How to Create Simple + Cheap Farmhouse Trim





Hey friends! I'm so glad you guys are enjoying the house tour I posted yesterday on Instagram of HDawg's bedroom and bathroom. For those of you who didn't see my posts over there, I've decided to share more of our "before we moved in" house tour shots on my Instagram account (@tenjuneblog). There are just soooo many photos that haven't made it to a blog post yet, so I thought I'd take advantage of the new multi-photo swipe tool and share these tours as some mini-posts on Instagram instead! Let me know what you think and let me know if you have any questions about the spaces! Next up, I'll be sharing Lu's little girl room, my home office, our dining room and our laundry room!

Today, here on the blog, I wanted to share something that I spent a TON of time researching during our build process- farmhouse trim. To be honest, I had no clue about trim work. When our builder started throwing out phrases like "cove moulding" I basically had to Google interpret what he was saying. We started with saying to our builder- here's a photo of what we like! To which he would reply- that is four times more expensive than your budget! #ouch And the funny thing is that we didn't even want anything fancy or ornate, just some basic, simple farmhouse trim. Clean lines. True to the modern farmhouse design. That's it. So we headed to the local hardware store and essentially played with the pieces they had there to come up with our own formula for simple + cheap farmhouse trim. David and I met with our carpenter team (who by the way, may have been one of the best teams during our house build, they were amazing with all of the custom pieces they did for us! but that's another post!) and they helped us confirm what we were looking for. So here it is- the magic formula! Our combination for the perfect, simple + cheap farmhouse trim.

Our doors and windows are all identically framed. We framed each door/window on either side with a vertical 1x 4,  then on the top piece with a horizontal 1 x 6. Above the 1x6, we added a horizontal simple cove moulding strip (the rounded part) and on top of that, a horizontal 1 x 2 firring strip. Four main pieces, people and you get this beautiful trim work. 

I absolutely love how it turned out. I love that it's not ornate and I love that it matches the style of our house (this would also work very well in a Craftsman house). I love that we didn't add another horizontal strip between the 1x4 and the 1x6 (something we went back and forth on for awhile and ultimately decided against to keep it... wait for it... simple). Did I mention I love this trim? ; ) We also added a few other things around the house in terms of trim work to give it an "old school" farmhouse touch, like transoms over a few of the interior doorways. They bounce around so much light and make our already 9 foot tall ceilings look even larger. It's all in the details!

Have you ever tried your own trim work? This stuff ain't no joke!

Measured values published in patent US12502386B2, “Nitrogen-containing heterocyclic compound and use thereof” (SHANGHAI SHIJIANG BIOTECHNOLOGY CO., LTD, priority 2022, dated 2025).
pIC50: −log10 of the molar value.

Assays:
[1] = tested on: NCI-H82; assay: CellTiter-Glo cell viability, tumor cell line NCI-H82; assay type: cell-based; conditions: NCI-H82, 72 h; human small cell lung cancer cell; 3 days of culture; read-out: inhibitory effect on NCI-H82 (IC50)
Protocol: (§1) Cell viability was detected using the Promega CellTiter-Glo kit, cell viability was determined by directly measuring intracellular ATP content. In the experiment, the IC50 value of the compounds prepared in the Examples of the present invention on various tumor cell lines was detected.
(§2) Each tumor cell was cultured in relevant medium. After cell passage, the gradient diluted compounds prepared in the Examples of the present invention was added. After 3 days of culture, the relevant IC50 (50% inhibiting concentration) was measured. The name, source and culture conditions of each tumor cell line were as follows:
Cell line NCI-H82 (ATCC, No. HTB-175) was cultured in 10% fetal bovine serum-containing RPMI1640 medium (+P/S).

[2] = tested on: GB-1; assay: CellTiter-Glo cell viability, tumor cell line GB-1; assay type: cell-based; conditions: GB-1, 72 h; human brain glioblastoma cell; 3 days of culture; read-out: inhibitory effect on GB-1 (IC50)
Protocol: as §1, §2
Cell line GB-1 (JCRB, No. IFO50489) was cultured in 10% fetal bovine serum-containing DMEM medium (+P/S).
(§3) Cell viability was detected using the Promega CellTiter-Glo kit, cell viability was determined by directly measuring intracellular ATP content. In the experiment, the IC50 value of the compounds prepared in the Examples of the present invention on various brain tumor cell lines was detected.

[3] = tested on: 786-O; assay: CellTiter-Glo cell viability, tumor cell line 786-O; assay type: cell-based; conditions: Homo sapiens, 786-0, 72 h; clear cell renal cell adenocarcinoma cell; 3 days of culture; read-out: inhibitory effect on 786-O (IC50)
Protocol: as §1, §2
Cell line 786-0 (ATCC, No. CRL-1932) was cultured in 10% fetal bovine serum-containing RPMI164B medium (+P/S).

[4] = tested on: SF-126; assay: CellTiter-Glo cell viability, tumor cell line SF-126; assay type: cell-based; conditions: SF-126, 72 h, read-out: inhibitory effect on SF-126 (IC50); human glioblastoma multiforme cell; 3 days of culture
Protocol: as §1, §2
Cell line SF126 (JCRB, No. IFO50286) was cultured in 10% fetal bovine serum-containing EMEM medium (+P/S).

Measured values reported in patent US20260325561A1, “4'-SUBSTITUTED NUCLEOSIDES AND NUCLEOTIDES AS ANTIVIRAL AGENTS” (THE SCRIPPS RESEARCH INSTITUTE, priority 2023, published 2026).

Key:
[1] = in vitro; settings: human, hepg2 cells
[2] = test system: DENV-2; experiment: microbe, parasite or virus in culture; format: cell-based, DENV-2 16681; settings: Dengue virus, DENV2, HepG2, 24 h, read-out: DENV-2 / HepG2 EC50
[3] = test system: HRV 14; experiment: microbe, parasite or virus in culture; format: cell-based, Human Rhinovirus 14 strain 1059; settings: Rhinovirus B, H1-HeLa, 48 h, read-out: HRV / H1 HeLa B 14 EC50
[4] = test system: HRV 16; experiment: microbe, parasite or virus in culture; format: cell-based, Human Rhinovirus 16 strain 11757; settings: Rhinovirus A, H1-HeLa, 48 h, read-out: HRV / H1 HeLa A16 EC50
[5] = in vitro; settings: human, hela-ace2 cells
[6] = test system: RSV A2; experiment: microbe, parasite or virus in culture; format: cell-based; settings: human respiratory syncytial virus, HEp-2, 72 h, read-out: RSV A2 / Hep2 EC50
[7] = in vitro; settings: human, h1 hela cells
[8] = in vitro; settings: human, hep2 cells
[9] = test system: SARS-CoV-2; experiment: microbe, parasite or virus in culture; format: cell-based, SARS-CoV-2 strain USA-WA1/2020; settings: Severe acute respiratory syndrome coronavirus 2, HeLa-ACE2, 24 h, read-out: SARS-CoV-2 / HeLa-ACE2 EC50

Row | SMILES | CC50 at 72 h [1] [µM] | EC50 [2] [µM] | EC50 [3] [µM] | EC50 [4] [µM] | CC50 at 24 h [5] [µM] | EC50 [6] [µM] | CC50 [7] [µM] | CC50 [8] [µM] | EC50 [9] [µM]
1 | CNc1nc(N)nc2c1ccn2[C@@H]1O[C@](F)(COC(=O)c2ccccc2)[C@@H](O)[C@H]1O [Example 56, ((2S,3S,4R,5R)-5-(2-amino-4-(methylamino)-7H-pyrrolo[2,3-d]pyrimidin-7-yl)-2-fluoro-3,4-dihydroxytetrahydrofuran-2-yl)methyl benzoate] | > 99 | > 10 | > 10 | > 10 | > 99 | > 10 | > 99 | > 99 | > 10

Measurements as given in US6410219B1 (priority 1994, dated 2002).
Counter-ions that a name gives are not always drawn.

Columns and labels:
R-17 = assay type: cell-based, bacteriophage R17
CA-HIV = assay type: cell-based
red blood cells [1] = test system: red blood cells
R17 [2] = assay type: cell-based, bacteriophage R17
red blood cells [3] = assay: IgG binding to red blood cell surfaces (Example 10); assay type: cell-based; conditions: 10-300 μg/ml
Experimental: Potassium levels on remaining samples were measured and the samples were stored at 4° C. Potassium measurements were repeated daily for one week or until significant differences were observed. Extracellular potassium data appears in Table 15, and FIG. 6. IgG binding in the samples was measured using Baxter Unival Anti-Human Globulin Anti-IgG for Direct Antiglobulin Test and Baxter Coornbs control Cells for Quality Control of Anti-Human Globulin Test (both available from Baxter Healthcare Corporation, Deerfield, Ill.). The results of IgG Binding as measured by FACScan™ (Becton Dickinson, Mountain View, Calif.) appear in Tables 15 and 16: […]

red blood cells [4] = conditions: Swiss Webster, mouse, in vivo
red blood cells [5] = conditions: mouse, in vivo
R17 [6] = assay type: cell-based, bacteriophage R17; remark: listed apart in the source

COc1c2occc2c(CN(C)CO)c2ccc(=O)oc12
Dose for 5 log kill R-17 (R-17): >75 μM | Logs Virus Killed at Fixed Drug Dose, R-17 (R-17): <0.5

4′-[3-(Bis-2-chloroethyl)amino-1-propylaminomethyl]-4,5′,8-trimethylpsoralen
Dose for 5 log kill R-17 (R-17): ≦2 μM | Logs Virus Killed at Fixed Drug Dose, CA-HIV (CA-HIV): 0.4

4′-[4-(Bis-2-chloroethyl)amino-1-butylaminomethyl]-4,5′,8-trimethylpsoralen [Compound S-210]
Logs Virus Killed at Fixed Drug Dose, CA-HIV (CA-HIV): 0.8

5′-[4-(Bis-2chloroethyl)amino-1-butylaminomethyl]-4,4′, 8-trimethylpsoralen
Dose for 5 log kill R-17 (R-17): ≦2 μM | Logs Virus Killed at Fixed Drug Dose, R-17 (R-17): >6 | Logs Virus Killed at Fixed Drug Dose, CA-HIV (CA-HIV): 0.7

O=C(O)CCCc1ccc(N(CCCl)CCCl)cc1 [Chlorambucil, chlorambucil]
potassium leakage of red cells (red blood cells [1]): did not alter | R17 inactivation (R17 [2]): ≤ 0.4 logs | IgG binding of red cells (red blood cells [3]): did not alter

Workshop Makeover: A Pegboard Wall Project

Thanks to National Hardware for partnering up with me for this post. My husband, his screwdrivers and my organization-loving heart are now your biggest fans!



Well, folks. Pegboards. They aren't the sexiest home decor project around but man, these things are a game changer! After years of renting, David's tool organization basically consisted of a bunch of giant tool bags/boxes/buckets filled with whatever tools we could squish in. So when I hollered out, "honey! I need an allen wrench!" (okay, I never yelled that out, but work with me here), we were basically lost in a sea of tools. We could never find anything. Meaning we could never get anything accomplished around the house!

Fast forward to the new farm house... David's got a whole workshop to himself in the basement. He's got double doors, some pretty transom windows and a whole bunch of space. We basically just moved all of the bags/boxes/buckets to the new house and decided to organize from there. And how did we do it? With a WHOLE bunch of amazingly handy hooks, hangers and pegboard accessories, all from National Hardware.

Let's take a quick tour of the madeover space, shall we? We dedicated one wall of the workshop to hanging large items like our tall work ladder and power yard tools. There's also some great hooks (like these!) for hanging rakes, shovels, etc. It still impresses me that we don't have them all piled up in the corner anymore. Such baller status.



The other main wall of the workshop is our dedicated pegboard wall. This pegboard project was massive, but gave us so much organizational space! We even wrapped the corner of the wall, as you can see here. Our basement space is not finished (ie. no drywall), so all we had to do was to cut the pegboard sheets (picked up at our local hardware store) to fit our space and then (using pegboard spacers) simply drilled and attached the pegboard sheets into the studs.


The workbench space is my favorite part of the whole project. I'm not even kidding when I tell you that the organization factor here makes me giddy. Those shiny tools all lined up just make me so happy! Most of the hooks we have in the pegboard can be found here. We added a few shelf brackets to create even more storage space for small items like spray paint and reference books. The clip pendant lights are available at most local hardware stores and while they obviously provide more detailed lighting, they also provide an extra amount of style. Love. This. Space.




Here's a view of the entire space, for a full perspective.


A makeover post isn't any good unless you've got before and after photos, am I right? 

Before:


After:



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